The 4 best lines in Vancouver Canucks history

Dec 20 2017, 2:58 am

The Vancouver Canucks will be celebrating the ‘West Coast Express’ tonight, a line that captured the hearts of fans in Vancouver.

They certainly deserve recognition, but where do they stack up in the franchise’s 46-year history?

Here are four of the best line combinations in Canucks history. I’ll let you judge who’s best.


Naslund, Bertuzzi, and Morrison formed one of the best lines in hockey for a number of years, and certainly the most entertaining line in Canucks history.

Naslund was the skilled sniper, with one of the best wrist shots in the game. Bertuzzi was the most dominant power forward in the NHL. And Brendan Morrison was a reliable two-way centre with good speed and playmaking abilities.

Eventually nicknamed the “West Coast Express”, the trio was put together for the first time on January 9, 2002 in a game against the Detroit Red Wings. They had instant chemistry and were kept together by head coach Marc Crawford, more or less, until the end of Bertuzzi’s last season in Vancouver in 2006.

The best season for Nazzy, Bert and Mo came in 2002-03 when all three players set career highs in goals, assists and points. That year, Naslund (48-56-104) and Bertuzzi (46-51-97) finished 2nd and 3rd in the NHL in goals, as well as 2nd and 5th in points. Morrison (25-46-71) cracked the 70-point plateau.

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Stan Smyl, Thomas Gradin, and Curt Fraser all became NHL regulars in 1978 and were put together to form one of the most consistent lines in Canucks history. The three rookies finished 2nd, 4th, and 6th in scoring on the team that year.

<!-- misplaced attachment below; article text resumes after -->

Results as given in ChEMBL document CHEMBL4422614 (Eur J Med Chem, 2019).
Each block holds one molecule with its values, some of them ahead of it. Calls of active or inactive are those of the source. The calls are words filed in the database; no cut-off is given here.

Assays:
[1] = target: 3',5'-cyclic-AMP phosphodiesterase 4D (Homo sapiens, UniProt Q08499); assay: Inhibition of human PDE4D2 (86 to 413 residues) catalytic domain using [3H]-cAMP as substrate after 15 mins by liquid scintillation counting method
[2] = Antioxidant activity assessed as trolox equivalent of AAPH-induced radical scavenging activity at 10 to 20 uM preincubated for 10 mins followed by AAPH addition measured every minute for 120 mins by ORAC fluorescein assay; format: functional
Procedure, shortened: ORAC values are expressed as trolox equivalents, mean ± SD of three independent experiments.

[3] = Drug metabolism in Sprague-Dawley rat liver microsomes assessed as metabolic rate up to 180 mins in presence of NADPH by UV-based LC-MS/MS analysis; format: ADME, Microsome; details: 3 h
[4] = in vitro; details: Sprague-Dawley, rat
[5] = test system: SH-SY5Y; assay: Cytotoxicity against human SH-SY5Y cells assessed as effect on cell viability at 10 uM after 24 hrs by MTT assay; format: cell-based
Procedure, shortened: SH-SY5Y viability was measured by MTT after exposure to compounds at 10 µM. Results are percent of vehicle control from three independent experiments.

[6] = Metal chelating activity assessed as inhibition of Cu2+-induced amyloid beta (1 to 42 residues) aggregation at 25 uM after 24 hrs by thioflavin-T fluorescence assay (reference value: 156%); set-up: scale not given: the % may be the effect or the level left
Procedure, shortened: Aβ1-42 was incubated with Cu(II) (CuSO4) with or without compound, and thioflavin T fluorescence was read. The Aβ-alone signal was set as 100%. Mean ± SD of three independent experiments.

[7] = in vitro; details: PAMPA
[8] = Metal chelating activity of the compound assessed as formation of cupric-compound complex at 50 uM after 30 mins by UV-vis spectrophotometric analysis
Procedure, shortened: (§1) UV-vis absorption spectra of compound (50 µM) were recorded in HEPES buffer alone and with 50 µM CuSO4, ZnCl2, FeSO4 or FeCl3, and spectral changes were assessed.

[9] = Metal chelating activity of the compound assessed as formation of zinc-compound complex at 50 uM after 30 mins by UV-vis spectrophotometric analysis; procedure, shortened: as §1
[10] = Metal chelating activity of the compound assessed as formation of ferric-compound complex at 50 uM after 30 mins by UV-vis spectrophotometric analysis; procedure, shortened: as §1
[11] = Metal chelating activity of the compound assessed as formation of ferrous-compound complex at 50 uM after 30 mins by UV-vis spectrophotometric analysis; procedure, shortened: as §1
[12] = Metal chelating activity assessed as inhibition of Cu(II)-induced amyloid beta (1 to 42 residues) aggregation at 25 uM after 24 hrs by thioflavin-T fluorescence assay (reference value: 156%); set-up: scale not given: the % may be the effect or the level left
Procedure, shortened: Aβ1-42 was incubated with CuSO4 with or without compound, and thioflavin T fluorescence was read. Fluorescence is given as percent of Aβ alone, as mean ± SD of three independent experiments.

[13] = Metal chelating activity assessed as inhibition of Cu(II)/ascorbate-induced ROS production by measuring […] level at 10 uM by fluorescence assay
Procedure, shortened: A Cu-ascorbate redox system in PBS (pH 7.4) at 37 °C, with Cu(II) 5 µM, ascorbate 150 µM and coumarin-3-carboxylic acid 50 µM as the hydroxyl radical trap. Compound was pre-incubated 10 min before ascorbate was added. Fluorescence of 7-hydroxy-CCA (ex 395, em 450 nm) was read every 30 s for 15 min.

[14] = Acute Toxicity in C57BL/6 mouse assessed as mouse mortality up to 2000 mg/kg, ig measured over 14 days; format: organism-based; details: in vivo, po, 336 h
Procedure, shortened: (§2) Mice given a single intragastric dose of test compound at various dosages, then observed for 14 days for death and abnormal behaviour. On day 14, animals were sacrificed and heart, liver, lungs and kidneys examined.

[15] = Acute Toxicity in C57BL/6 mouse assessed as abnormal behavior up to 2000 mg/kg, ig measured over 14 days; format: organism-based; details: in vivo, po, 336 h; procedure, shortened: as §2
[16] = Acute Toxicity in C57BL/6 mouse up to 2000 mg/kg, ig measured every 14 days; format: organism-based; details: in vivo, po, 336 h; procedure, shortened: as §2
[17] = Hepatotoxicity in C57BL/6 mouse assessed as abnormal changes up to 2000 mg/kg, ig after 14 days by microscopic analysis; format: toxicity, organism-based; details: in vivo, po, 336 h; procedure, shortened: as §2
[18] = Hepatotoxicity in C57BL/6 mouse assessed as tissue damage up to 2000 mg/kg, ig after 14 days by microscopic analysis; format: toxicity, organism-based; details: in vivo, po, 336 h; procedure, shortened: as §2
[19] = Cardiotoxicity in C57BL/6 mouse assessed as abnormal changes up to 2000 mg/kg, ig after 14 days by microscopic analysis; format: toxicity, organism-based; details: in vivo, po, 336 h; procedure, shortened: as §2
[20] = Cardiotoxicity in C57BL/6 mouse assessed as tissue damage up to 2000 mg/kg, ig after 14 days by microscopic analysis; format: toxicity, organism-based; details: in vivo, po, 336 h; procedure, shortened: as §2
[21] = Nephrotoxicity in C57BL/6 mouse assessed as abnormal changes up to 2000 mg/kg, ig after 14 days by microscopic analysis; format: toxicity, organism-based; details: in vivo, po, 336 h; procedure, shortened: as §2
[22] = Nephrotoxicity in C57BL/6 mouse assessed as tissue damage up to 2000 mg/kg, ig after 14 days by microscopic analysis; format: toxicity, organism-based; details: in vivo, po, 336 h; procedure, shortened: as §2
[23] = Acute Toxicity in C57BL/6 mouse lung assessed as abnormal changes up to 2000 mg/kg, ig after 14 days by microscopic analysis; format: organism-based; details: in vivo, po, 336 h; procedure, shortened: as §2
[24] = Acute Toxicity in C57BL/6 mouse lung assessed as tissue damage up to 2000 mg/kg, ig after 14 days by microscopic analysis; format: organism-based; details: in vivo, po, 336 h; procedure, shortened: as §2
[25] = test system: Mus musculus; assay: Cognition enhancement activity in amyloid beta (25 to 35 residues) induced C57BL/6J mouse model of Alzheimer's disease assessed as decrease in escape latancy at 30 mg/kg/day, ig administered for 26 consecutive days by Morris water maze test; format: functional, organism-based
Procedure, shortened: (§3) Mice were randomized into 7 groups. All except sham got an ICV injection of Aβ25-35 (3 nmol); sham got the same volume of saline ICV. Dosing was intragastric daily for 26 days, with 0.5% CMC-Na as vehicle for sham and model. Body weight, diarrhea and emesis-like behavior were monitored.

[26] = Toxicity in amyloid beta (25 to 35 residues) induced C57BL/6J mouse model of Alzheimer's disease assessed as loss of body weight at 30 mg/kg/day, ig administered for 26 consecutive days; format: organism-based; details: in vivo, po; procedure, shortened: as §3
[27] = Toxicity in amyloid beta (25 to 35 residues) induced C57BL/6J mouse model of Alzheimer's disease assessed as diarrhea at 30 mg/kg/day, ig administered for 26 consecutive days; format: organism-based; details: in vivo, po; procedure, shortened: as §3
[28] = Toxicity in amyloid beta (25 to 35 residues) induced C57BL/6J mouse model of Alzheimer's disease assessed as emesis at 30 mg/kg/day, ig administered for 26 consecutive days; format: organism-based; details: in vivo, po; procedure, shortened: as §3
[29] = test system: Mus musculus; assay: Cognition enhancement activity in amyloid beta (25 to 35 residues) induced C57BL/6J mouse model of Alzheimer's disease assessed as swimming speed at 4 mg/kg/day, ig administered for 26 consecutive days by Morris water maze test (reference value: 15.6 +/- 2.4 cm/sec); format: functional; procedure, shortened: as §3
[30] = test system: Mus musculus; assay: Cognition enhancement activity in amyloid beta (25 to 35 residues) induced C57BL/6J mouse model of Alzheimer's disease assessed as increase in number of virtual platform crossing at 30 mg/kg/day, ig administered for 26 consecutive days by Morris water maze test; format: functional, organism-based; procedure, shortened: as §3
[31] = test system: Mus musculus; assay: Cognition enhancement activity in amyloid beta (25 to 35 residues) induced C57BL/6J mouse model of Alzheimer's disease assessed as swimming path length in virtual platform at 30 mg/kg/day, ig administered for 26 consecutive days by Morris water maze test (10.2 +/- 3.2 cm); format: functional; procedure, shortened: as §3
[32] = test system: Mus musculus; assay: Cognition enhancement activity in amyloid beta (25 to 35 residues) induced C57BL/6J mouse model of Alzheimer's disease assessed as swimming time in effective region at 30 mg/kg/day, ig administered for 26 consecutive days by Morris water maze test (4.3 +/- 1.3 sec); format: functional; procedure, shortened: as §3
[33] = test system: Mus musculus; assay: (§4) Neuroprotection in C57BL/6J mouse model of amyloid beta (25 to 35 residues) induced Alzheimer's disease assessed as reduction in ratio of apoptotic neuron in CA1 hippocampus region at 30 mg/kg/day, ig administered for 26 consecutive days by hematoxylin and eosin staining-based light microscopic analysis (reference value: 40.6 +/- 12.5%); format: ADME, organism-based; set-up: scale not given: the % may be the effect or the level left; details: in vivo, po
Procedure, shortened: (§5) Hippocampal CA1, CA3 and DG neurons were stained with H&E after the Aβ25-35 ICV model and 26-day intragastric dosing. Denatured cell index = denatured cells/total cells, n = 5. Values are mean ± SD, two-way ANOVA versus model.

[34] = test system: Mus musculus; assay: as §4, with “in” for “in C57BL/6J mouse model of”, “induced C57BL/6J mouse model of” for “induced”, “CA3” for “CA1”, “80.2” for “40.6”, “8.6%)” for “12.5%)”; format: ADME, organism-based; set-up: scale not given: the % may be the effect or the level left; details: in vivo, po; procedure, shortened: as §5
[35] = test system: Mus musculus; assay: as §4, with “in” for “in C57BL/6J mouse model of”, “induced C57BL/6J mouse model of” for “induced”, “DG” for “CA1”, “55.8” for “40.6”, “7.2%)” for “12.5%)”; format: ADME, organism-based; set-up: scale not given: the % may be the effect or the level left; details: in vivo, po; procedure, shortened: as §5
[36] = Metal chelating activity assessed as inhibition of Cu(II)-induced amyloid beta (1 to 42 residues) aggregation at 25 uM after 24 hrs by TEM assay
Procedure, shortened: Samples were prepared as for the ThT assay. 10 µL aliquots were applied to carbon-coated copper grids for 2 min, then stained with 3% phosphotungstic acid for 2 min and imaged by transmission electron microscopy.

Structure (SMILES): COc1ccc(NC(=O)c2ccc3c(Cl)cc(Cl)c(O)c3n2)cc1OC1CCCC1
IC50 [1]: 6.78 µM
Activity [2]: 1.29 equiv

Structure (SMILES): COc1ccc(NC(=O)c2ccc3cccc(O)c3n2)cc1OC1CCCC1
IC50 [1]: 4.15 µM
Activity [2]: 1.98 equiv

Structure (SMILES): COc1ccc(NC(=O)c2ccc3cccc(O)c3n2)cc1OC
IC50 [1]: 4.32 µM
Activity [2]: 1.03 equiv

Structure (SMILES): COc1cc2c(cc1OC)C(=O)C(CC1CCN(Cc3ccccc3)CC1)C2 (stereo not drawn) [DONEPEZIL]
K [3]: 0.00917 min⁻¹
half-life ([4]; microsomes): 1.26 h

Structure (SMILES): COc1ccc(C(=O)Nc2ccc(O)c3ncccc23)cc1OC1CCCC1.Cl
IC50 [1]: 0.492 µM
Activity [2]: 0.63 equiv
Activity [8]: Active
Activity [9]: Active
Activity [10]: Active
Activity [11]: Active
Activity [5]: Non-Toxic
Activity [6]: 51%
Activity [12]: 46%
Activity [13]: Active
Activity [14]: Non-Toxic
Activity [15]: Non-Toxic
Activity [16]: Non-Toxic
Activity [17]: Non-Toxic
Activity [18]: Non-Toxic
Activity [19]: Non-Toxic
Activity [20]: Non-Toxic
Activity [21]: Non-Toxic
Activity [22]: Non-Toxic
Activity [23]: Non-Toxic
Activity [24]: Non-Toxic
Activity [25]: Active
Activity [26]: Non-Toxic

Gradin was a skilled centre from Sweden that brought intelligence and finesse. Smyl brought leadership, grit, and a legendary work ethic. Fraser was the enforcer on the line, but could also chip in offensively.

Nicknamed ‘The Kid Line’ for obvious reasons, their crowning achievement was helping the Canucks to a Cinderella run to the Stanley Cup Final in 1982. During the team’s 17-game run in the spring of 1982, Gradin scored 19 points, Smyl had 18, and Fraser had 10.

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This line doesn’t have a nickname and it wasn’t kept together as religiously as the other lines on this list, but it was the top line when the Canucks made it all the way to Game 7 of the Stanley Cup Final in 1994. Greg Adams, Pavel Bure, and Trevor Linden scored many big goals that spring, including Bure’s goal in Game 7 to beat Calgary and Greg Adams’ OT winner to knockout the Leafs (pictured above).

It’s easy to see what made this line so good. Pavel Bure was one of the most dynamic players in NHL history, with great speed and a bullet for a shot. Trevor Linden was an excellent two-way player, who regularly chipped-in 30 goals a season. Greg Adams brought size and skill, along with a willingness to take the puck to the net.

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For my money, this is the best line in Canucks history. They played together for the better part of seven years, and still do from time to time. Remarkably, nobody has ever come up a nickname that stuck for the trio.

You know the story here. Two Swedish wonder-twins, who happen to be two of the best playmakers of their generation, teamed up with a gritty/hard working/former ECHL/former ball hockey champion from Pincourt, Quebec to form the best line in the NHL over a long period of time. In their time together, both Twins have won an Art Ross Trophy and an MVP award (Hart for Henrik, Lindsay for Daniel). Burrows has been no slouch either, scoring a career-high 35 goals for the club in 2009-10, and scoring big goals in the team’s march to the 2011 Stanley Cup Final.

This might be the most amazing goal I’ve ever seen them score.

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